For students fresh out of high school, these concerns are pressing but not a deal breaker. But for a worker who has already spent several years in the workforce, who has bills to pay and maybe even a family to feed, taking four years off work to go back to school isn’t a practical option.

3. Community colleges offer the most reliable path toward a new career.

Workers who can’t afford to take an extended break from the workforce need a more viable option than a four-year university. Community colleges can provide certification or two-year programs that can be completed remotely, in the evening, or on weekends. Some of these programs can be completed within a few months, allowing workers to reenter the workforce faster. This makes the value proposition for community college clear:

  • Two-year degrees are more practical for students who have work, family, and financial obligations to meet.
  • Many workers who already have some form of degree can transfer credits or test out of some of their community college requirements.
  • Certification and stackable degree programs offer flexible options for those who can’t take significant time off work.

4. The best way to attract students is still through no-nonsense, fact-based messaging.

Given all these factors, community colleges should be a clear path forward for many prospective students. However, many colleges still struggle with a competing, contradictory, and negative preconceptions about their education.

For some students, community colleges are perceived as too expensive—less so than four-year institutions, but still more than what they can afford without taking out student loans. Economically challenged students are more debt-averse than students with more financial means, yet these same students are less likely to be aware of the financial aid available to them.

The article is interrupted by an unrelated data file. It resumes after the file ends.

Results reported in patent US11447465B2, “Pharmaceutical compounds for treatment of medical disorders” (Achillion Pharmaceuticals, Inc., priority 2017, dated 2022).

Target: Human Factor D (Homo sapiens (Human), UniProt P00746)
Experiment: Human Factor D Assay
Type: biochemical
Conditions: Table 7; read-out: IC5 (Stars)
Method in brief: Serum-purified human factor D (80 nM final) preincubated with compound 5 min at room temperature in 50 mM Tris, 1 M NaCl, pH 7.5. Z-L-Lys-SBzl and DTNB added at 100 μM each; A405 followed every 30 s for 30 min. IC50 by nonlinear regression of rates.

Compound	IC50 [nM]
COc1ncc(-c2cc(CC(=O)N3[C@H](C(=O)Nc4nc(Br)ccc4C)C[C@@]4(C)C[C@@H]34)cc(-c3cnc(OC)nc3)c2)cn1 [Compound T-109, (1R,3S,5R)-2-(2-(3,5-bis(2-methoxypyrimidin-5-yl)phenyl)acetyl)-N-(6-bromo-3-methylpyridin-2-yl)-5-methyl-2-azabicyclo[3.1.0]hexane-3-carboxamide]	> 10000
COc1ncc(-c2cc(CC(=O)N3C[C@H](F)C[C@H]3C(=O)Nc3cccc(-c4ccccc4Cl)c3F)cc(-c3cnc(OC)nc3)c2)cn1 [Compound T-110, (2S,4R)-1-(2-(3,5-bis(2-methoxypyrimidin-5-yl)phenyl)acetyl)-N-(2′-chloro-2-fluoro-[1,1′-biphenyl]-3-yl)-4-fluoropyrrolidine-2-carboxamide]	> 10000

On the other end of the spectrum, students who might more easily afford community college may have the perception of it being less prestigious, and this is especially true for anyone who has already spent time in the workforce, or who may have graduated already with a 4-year degree in another field. They may not recognize it as the most expedient path toward a new career, and may look toward for-profit colleges or private courses first, unaware of the breadth and depth of training available to them through an accredited two-year institution.

Prospective students need clear and uncomplicated messaging about the value community colleges can provide, the kinds of courses and certificates that are available, and what will be required of them to complete a course.

Contact us for help with an informative, multi-channel marketing strategy.

As the pandemic wanes, there are still significant uncertainties about how many workers will follow new career paths, how many will require new training to make the transition, and how many will seek that training at community colleges. What is certain is that community colleges have a lot to offer these potential students—if only they can reach them.

At Aperture Content Marketing, we offer multichannel marketing tools that can help you reach prospective students with the kind of grounded, honest information they need to make educated decisions about their learning needs. If you’d like to learn more about our services, contact us today.